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Supreme Court won't jump into health care fray -- for now

By Bill Mears, CNN Supreme Court Producer
The justices usually like to have these kinds of petitions fully analyzed and decided by lower courts before tackling them.
The justices usually like to have these kinds of petitions fully analyzed and decided by lower courts before tackling them.
STORY HIGHLIGHTS
  • NEW: Virginia attorney general says the justices' order "is not surprising"
  • Justices rejected a Virginia case asking for review of the health care law
  • Various challenges are now before federal appeals courts
  • Federal judges have split on whether a key provision is constitutional
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Washington (CNN) -- The U.S. Supreme Court has refused to jump into the controversial national debate over health care reform at this stage, rejecting a plea from Virginia for a judicial end-around -- an expedited review over whether the sweeping federal law is constitutional.

As expected, the justices without comment on Monday declined the state's "petition for certiorari before judgment."

Various state and private challenges to the Patient Protection and Affordable Care Act are now before federal appeals courts across the United States -- meaning it could take several months, at least, before they would go to the U.S. Supreme Court. Unusual requests such as Virginia's, to have its appeal move to the head of the line, rarely succeed since the justices traditionally like to have these kind of petitions fully analyzed and decided by lower courts before tackling them.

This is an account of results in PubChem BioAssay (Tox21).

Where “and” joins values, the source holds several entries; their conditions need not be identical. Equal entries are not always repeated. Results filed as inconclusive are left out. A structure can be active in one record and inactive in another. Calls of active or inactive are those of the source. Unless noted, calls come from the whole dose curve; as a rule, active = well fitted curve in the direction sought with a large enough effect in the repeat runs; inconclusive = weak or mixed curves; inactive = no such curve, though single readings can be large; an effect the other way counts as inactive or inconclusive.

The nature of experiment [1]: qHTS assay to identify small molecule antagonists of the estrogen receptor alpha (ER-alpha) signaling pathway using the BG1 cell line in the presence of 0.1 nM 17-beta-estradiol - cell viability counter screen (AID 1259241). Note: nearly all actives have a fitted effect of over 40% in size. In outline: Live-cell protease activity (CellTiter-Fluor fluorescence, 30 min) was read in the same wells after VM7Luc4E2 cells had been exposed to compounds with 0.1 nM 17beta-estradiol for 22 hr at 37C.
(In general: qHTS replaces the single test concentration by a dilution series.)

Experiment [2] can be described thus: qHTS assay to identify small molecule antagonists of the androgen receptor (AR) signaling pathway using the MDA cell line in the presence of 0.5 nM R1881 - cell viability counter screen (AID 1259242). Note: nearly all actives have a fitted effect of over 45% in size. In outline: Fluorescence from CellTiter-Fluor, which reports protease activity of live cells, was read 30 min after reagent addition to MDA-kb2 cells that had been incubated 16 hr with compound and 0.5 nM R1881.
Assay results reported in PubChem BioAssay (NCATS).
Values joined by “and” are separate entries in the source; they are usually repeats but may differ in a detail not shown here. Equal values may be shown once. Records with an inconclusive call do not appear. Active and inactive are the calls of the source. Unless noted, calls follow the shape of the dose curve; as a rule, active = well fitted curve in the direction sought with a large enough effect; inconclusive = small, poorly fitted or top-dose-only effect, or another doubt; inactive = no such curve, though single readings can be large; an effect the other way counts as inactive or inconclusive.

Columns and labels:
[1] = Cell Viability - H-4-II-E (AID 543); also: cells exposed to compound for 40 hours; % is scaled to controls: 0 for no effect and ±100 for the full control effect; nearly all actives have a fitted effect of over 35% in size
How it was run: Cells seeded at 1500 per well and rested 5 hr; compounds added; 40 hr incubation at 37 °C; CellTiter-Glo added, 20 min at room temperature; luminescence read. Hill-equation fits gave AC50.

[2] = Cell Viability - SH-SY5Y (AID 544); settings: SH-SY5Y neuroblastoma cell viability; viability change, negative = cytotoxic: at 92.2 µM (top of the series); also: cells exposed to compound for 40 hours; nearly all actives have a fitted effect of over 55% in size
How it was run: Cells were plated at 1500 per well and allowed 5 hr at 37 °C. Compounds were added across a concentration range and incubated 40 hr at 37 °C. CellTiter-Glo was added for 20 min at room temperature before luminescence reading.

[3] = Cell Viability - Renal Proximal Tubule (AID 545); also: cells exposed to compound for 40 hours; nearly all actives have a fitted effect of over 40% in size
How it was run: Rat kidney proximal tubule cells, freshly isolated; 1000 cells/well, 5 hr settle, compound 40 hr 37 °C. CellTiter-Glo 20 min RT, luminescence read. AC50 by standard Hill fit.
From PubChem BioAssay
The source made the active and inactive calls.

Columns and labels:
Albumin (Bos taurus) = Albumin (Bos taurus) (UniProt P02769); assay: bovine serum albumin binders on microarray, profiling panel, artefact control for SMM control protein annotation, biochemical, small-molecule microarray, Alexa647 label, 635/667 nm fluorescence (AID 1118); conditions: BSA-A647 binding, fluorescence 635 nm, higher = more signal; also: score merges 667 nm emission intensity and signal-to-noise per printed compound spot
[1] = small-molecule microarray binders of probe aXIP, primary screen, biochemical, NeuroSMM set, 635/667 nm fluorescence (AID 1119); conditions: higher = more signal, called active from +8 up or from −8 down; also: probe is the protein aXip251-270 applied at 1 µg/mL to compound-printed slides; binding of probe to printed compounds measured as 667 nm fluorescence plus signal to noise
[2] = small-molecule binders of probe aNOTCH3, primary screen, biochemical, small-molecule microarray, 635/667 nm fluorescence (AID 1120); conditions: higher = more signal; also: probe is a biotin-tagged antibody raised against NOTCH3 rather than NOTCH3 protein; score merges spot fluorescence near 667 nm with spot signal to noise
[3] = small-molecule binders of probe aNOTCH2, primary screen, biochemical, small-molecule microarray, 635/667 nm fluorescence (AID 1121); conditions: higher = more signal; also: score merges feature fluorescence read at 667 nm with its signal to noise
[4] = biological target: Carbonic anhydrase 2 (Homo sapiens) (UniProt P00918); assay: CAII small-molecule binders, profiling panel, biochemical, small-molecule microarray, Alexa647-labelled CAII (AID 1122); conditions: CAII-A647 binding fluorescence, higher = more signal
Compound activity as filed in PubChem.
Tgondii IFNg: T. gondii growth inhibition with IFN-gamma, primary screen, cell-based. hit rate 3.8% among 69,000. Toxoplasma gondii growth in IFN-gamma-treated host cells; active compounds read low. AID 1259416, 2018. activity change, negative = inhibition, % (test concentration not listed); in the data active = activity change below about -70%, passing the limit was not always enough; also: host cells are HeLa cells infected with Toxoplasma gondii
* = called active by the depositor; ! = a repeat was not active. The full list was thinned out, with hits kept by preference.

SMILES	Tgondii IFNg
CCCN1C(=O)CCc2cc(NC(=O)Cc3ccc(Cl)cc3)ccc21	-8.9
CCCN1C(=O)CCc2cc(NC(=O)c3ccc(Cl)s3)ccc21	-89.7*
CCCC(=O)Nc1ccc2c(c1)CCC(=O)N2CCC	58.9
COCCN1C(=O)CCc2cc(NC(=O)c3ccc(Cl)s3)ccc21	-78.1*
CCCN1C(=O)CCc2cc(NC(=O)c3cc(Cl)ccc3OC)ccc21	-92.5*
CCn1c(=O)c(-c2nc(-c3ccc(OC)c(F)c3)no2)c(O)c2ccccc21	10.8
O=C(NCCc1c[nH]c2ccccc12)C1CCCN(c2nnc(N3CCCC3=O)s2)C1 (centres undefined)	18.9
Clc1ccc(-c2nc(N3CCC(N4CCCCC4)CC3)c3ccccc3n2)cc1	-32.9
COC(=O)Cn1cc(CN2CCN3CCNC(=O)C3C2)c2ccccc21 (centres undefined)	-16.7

Federal judges have split on whether a key provision -- the "individual mandate" requiring most Americans to purchase health insurance by 2014 or face financial penalties -- is constitutional.

The high court could be asked this fall to take formal jurisdiction of one or more health care appeals, and decide the matter perhaps by 2012, a presidential election year.

In the meantime, a federal appeals court in Richmond, Virginia, early next month will hear two separate challenges to the reform legislation, including Virginia's petition. And an appeals court in Atlanta in June will hear arguments in a lawsuit filed by Florida and 25 other states over the law.

One pressing issue is whether parts of the law already in effect can continue to be enforced. The parts of the health care reform law currently being administered include small business tax credits, federal grants and consumer protection measures. The federal government wants to know whether these provisions can continue while the issue is under appeal, particularly in the 26 states that filed suit.

Oklahoma and a range of private groups have also filed separate legal challenges that are concurrently working their way through federal courts around the country.

The Affordable Care Act has about 450 individual components, placing a number of new or revised regulations on states, private insurance companies, employers and individuals.